“To find otherwise would implicitly suggest that a decision-maker can cure a serious failure to observe statutory duties by taking action after a [lawsuit] is filed, essentially placing the onus on the interested parties to take legal action before the Minister is required to comply with his or her duties.”

We won the case and, in the new year, government formally adopted the 2016 federal Wood Turtle Recovery Plan, under the recommendation of the new Recovery Team.

Ongoing Data and Knowledge Gaps 

One of the biggest challenges for the ongoing conservation of the Wood Turtle is a lack of understanding around population trends. Across Canada, the entire population is estimated to be decreasing by 10% every three generations. That’s not a good outlook for a species estimated to include just 6000-12,000 individuals. In Atlantic Canada, there is little data available to inform local actions.

The adopted federal Recovery Plan states that no published population data exists in Nova Scotia and New Brunswick. Several surveys have been carried out, however, including ongoing monitoring and stewardship work by Clean Annapolis River Project, the Canadian Wildlife Service, and the Department of Lands and Forestry. Altogether, the Nova Scotian population is expect to range between 2000-7000 individuals, found within 35 primary watersheds.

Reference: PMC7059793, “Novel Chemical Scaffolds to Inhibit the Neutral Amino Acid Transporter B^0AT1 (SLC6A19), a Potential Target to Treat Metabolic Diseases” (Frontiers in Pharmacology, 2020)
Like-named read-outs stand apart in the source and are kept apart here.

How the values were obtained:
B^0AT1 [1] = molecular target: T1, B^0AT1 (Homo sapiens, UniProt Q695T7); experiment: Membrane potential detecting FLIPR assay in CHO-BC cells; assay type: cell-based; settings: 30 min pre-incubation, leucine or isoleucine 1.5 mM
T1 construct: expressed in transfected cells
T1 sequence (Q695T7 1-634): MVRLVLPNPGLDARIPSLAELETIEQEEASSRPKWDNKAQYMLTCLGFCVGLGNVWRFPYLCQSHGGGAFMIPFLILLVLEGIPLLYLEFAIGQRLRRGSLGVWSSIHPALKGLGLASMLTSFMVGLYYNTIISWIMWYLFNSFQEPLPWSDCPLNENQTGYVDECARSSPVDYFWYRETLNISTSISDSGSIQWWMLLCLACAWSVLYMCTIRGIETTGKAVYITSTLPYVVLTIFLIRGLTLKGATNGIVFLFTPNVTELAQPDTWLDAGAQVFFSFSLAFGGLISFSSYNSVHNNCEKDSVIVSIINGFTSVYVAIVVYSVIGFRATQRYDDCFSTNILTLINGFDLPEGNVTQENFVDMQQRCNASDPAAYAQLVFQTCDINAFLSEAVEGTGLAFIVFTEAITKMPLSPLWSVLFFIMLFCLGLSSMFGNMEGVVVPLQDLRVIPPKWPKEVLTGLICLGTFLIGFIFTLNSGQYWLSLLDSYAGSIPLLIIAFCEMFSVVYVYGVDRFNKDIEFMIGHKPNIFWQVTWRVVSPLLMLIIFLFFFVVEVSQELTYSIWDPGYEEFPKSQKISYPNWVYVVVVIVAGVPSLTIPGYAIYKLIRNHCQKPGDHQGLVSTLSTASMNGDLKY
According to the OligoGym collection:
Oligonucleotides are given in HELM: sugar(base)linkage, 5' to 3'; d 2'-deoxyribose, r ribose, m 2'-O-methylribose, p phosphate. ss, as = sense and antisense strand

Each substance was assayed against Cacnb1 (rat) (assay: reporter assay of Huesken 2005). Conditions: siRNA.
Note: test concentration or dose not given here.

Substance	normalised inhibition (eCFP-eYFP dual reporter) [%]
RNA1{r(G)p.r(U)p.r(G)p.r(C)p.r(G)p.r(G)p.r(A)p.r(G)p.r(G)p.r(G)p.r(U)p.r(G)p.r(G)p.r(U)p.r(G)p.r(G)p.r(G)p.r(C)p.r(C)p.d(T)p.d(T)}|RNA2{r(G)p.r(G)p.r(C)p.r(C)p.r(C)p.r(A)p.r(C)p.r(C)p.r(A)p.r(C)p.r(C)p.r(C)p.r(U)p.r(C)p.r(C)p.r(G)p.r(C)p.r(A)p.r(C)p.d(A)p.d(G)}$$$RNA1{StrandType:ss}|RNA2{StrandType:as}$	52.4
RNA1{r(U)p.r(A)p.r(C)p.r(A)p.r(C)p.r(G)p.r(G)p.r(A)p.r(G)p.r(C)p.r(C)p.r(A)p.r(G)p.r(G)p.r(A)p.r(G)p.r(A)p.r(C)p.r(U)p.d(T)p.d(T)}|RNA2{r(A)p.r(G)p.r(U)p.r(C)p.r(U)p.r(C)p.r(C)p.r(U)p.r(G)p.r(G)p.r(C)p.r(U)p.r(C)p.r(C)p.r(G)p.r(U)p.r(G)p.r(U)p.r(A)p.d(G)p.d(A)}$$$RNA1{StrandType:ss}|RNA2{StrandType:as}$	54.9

Under the Precautionary Principle, a lack of data for a listed species should not delay meaningful action. This seems to be the approach taken by the province despite failing to implement an actual Recovery Plan and government’s defense at court.

Provincial grants and partnerships continue to support wood turtle monitoring and stewardship initiatives run by Nova Scotian ENGOs. Existing legislation already requires certain activities maintain setbacks from watercourses and wetlands. Well before adopting the federal Recovery Plan for the wood turtle, the Nova Scotia government did produce a stewardship guide in 2003 that could be used by individuals and stakeholders interacting with turtles. In addition to outlining some best management practices (BMPs) for working around wood turtles, this document also outlined a number of conservation objectives that need to be met “in order to reverse known threats to wood turtles and wood turtle habitat in Nova Scotia”. They included objectives around research and monitoring, sharing information, capacity building, stewardship and education, and habitat management. These are well aligned with the goals outlined in the federal Recovery Plan. Building on this guide, in 2012 the Department also developed a series of Special Management Practices, meant to guide land management decisions in turtle habitat and focused mainly on forestry and agricultural practices. These included clauses like:

  • No motorized vehicle use may occur within 100m of either side of a perennial watercourse in known wood turtle areas (as identified by DNR*) in April, May, and October, or within 150m from June to September.
  • Use temporary bridge crossings for perennial streams to avoid altering stream bank
  • Forest management roads and landings should not be constructed parallel to watercourses within 200m of where wood turtles occur
  • Time your work through the seasons of the year to reduce the probability of accidentally harming wood turtles or their habitat
  • Leave adequate permanent buffers of vegetation around important wood turtle habitat, a minimum of 30m